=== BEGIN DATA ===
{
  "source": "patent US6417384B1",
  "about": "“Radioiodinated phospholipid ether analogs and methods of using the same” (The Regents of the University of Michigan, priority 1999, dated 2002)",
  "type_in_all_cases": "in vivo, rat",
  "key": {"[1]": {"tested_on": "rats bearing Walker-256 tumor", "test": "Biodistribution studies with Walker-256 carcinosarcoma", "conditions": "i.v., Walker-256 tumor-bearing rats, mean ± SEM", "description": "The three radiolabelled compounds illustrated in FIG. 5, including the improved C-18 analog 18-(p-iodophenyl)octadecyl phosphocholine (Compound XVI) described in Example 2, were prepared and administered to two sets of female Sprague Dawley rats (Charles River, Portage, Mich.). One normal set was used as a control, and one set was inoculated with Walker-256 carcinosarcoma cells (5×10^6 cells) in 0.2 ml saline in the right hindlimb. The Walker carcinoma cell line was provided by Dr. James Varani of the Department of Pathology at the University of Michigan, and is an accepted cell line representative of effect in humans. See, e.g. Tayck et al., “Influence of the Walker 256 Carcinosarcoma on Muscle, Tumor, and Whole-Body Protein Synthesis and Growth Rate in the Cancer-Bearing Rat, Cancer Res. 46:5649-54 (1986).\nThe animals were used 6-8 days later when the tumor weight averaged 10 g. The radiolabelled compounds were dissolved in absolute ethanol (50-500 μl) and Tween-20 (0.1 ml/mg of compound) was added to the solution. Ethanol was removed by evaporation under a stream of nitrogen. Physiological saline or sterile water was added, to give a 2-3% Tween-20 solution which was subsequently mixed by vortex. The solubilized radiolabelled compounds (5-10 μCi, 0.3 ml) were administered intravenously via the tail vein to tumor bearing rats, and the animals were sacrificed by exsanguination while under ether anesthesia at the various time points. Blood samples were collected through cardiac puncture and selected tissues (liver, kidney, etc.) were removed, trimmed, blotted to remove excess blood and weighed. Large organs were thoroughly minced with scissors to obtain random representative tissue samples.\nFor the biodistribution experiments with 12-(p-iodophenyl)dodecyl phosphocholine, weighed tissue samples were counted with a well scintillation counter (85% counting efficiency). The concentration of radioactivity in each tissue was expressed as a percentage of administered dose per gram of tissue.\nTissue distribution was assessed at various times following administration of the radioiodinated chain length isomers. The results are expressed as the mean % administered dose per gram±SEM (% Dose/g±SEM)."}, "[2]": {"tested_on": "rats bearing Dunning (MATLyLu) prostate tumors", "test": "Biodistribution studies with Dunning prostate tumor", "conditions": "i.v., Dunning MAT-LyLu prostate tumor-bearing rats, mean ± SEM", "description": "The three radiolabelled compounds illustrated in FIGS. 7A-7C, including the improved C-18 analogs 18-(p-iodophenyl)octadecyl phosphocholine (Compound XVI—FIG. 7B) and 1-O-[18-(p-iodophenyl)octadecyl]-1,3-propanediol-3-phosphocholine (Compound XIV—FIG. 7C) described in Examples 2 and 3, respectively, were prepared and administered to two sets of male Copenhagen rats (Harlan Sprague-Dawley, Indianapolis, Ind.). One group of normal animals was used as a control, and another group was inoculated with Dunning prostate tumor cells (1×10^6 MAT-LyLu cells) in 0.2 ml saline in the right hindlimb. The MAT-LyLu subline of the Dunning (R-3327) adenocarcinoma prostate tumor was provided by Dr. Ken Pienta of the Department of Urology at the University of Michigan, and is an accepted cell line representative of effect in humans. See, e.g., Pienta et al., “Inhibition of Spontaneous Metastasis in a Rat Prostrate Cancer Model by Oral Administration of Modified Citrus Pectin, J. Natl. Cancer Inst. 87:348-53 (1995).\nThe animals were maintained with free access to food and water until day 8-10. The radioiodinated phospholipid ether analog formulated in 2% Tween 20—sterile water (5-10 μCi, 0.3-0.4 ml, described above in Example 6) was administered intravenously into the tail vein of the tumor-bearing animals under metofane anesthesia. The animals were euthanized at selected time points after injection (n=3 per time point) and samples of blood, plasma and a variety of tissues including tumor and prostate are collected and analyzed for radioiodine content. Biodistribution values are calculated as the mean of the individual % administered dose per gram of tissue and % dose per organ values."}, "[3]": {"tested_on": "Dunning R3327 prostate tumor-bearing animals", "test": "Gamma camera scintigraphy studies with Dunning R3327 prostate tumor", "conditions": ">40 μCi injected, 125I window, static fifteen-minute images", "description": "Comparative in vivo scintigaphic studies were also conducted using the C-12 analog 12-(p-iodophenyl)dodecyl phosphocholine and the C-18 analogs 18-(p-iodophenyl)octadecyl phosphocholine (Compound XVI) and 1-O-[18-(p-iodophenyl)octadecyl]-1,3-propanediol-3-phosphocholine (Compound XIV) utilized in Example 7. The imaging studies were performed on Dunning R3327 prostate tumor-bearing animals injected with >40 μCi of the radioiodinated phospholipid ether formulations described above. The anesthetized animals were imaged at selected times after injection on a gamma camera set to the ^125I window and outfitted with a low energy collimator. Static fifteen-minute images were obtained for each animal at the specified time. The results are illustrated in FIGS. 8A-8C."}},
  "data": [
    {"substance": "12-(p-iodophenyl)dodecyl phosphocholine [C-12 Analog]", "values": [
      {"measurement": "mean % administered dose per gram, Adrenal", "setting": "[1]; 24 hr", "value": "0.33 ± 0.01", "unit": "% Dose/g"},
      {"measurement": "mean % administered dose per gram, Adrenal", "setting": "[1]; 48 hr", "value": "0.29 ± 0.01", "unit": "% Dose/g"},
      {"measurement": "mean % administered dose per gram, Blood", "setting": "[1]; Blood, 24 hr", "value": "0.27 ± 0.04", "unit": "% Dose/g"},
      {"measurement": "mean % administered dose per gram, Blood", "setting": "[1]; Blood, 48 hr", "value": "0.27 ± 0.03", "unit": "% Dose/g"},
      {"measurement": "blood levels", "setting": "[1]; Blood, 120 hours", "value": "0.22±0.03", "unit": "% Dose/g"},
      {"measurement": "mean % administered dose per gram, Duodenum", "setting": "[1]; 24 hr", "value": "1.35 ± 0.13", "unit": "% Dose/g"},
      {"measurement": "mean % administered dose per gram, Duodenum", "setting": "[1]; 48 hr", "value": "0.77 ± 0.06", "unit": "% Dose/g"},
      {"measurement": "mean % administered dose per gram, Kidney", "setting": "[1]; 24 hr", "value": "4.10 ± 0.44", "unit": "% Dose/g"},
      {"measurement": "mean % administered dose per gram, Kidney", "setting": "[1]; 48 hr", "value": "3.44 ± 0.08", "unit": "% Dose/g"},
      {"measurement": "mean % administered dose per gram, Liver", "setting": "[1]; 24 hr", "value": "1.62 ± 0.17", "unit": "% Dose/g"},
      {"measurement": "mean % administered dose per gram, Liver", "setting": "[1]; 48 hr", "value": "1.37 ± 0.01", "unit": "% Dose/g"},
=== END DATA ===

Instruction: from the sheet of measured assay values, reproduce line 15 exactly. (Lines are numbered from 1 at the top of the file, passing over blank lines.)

      {"measurement": "mean % administered dose per gram, Kidney", "setting": "[1]; 24 hr", "value": "4.10 ± 0.44", "unit": "% Dose/g"},